Perfume

Perfume stands for the mask of perfection, or holiness, to cover up for sinful human nature. The “fashionable artificial odors” act as a “disguise” to hide human scent. Perfume is supposed to smell good, cover up bad scent, and attract people. The bad scent is the sin of humanity, and the good smell is humanity wanting to appear as holy. All the girls that Grenouille kills are very young and beautiful, and their scents are “fatally wonderful.” The connotation associated with youth is innocence, and innocence is also a characteristic of a non-sinful, angelic being, so the perfume stands for godliness and righteousness. Grenouille wants to harness this wonderful scent so he can appear angelic, and people will love him.

Grenouille

Grenouille seems to be an anti-Christ like character. He is described as both good and evil. First, he tempts Giuseppe Baldini to be an apprentice in his shop. Grenouille “hissed out in a reptile fashion” that he wants to work for him, shows him a sample of his superb abilities of mixing perfume, and Baldini watches, “quite simply curious.” Grenouille then “conquered the man [Baldini] who had yielded to him.” This shows that Grenouille is the devil, the serpent, tempting Adam and Eve (in this case, Baldini). On the contrary, he is also described as a Christ figure when he retreats to the secluded cave in the mountain, and his diction resembles God’s. He says that “[t]his [earth] was his empire…created and ruled over by him” and “he saw that it was good and that the whole earth was saturated with his divine Grenouille seeds.”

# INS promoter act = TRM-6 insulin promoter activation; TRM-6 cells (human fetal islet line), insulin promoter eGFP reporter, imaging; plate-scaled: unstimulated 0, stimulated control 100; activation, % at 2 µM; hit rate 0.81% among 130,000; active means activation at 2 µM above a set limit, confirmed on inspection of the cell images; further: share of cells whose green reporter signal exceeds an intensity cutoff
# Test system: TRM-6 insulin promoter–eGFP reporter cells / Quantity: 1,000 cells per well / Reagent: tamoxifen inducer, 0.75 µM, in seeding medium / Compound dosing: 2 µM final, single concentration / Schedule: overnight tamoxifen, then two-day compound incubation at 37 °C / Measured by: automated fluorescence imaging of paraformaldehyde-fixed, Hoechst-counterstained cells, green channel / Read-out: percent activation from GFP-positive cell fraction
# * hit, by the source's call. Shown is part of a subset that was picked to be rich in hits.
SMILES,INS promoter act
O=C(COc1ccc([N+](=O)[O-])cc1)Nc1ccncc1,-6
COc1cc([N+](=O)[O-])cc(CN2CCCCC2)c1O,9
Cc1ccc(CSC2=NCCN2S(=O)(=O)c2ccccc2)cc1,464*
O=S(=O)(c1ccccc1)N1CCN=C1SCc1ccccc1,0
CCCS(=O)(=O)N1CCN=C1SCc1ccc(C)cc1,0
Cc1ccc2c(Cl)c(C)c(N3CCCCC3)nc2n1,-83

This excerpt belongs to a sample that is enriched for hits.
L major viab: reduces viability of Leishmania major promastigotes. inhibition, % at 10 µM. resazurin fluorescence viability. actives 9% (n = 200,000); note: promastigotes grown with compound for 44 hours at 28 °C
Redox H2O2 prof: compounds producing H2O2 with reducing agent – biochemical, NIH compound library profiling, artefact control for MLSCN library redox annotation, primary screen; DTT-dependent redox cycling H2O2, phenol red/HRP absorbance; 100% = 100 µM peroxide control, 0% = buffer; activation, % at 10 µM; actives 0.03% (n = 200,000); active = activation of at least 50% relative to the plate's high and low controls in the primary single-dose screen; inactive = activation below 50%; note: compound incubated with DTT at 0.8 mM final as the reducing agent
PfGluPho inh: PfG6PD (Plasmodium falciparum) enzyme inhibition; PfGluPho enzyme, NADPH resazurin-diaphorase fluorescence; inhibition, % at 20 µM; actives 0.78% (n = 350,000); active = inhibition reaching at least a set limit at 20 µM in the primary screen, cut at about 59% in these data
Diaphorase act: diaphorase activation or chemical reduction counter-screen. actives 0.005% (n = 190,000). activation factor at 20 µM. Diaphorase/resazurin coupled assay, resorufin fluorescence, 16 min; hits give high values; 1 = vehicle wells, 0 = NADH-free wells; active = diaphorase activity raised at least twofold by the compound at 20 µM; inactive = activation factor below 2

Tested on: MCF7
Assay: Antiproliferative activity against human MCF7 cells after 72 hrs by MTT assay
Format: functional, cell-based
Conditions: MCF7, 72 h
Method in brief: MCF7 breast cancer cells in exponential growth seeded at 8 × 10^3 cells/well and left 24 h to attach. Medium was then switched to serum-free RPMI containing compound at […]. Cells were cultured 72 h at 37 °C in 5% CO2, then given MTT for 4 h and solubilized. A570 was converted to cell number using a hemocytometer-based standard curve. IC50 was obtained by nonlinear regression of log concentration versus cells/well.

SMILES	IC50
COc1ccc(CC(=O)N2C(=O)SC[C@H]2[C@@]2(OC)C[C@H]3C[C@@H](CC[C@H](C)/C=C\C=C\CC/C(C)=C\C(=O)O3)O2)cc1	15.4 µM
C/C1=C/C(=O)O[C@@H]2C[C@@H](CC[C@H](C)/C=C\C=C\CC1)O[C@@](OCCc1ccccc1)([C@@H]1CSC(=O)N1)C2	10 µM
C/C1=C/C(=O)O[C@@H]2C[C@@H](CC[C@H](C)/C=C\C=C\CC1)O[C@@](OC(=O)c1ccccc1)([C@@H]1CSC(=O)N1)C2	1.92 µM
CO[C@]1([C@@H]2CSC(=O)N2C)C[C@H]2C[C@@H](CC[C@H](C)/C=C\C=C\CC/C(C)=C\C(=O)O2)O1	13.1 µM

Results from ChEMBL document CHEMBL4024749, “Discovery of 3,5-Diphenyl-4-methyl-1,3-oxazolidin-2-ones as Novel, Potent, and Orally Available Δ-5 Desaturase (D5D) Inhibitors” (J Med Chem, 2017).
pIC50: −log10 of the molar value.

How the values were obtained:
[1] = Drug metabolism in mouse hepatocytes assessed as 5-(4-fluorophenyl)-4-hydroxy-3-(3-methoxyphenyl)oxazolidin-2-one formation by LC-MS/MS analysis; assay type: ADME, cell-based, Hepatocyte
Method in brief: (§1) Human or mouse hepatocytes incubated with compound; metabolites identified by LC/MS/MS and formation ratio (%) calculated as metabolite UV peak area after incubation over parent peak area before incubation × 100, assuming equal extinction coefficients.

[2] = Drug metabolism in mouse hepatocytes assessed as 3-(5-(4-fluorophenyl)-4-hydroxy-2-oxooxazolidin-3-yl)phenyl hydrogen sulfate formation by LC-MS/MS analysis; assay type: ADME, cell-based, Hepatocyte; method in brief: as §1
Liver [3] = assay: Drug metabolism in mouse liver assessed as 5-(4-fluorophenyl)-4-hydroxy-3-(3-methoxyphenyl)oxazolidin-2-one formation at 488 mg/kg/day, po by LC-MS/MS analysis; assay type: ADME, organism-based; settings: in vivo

Adaptations